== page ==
Wendy Perrin writes about her lunch with Randy Petersen in the Conde Nast cafeteria.
Having enjoyed lunch with Wendy there myself, I’m curious to hear how the pad thai was (I picked sushi), but I’m not sure I agree with all of the advice and predictions that Randy offered.
Wendy points out that Continental miles haven’t in practice been expiring (despite a policy that would allow the program to deactivate dormant accounts), whereas United expires miles after 18 months of account inactivity. Radny sees this as a huge issue:
Randy’s #1 piece of advice to the heads of the new combined program is: Do NOT impose an expiration date on Continental miles!
To me it’s a no-brainer for the combined entity to adopt United’s approach. United recently reported that they recorded a $64 million gain from expiring miles even beyond the revenue gains they expected and that was just for the first quarter of 2010.
Those are a lot of expiring miles that United will never have to redeem, it’s a lot of money, and I can’t imagine that a combined program won’t see the value in that for their bottom-lines. Perhaps it does erode the loyalty of infrequent customers, but as a very engaged member I find it really easy to keep accounts active and if that revenue funds the program improvements that are really necessary during the integration (no more Starnet blocking!) then I’m comfortable with the combined entity following United’s lead.
Randy says you can earn miles paying your mortgage from a Capital One bank account, and of course Capital One doesn’t charge foreign currency transaction fees with their credit card. Those are two perfectly valid reasons to engage Capital One. But it’s still worth underscoring that you shouldn’t use Capital One for anything else. A little advice is dangerous, and it’s important to remember that those points and that savings is worthwhile compared to alternatives in those very limited cases, but for everything else almost any major program’s airline mileage will be more valuable (even Delta’s… barely).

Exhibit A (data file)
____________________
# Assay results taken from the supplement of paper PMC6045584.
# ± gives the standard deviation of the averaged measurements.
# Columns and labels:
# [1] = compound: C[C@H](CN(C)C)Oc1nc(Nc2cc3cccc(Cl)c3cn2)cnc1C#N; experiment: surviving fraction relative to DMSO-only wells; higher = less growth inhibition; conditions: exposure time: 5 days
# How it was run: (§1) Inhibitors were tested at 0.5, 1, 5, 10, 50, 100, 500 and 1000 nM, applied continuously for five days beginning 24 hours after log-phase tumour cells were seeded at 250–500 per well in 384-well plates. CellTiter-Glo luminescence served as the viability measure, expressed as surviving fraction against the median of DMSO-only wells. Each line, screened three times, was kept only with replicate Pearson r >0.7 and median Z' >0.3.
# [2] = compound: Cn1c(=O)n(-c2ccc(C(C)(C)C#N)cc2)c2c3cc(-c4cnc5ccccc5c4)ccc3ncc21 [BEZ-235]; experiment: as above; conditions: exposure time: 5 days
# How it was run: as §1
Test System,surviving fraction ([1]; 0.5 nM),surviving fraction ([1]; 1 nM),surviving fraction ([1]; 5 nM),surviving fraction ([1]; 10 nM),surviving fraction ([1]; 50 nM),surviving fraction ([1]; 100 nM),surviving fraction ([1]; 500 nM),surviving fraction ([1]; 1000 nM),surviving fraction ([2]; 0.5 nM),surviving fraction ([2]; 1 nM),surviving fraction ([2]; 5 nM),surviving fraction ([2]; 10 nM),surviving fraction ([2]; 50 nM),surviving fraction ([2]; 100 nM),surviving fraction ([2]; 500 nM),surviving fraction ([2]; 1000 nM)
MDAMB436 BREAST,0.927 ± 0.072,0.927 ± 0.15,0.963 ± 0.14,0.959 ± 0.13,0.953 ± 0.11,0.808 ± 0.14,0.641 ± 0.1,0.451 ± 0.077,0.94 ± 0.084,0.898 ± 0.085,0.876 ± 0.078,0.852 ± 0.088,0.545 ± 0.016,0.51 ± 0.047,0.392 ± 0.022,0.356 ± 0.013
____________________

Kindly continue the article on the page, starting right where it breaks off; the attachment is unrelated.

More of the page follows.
Wendy is considering the changes to the Continental credit card lineup and what they mean for her card of choice:
There’s a brand-new Continental Onepass Plus credit card ($85/year) from Chase that is not nearly as expensive as the Continental Presidential Plus MasterCard ($395/year) I currently carry. The main difference? The Presidential Plus card provides airport club access, while the Onepass Plus card does not. I’m scrutinizing the differences at this very moment to determine which better suits my needs.
Except, here’s the thing. The “Onepass Plus” card isn’t really a new card. It’s the same thing as the existing World Mastercard, plus an annual 10,000 mile bonus for spending $25,000 on the card. Continental has made elites who carry any Continental credit card eligible for upgrades on award tickets. But that’s not really part of the ‘new vs. old card’ question. And the unique selling propositions for the more expensive Presidential Plus Mastercard remain the same — Continental lounge membership, earning elite qualifying miles from spend, elites earn an extra 25% mileage bonus on flights, Avis Presidents Club status and Hyatt Platinum.
I do much agree with Randy on the value of one-way awards. I miss the ability to have stopovers on American Airlines awards (they now only permit stopovers at a North American gateway on international awards), but with American you also have their distance-based oneworld awards that’ll often work as a nice substitute. United’s one-way awards are way behind in value, but they’re still new. United needs to permit booking one-way awards by phone in addition to online, and to permit booking partner flights on one-way awards. Until then they’re of limited use (in part because of how stingy United has been with award availability this year).
Sounds like it was a fun lunch!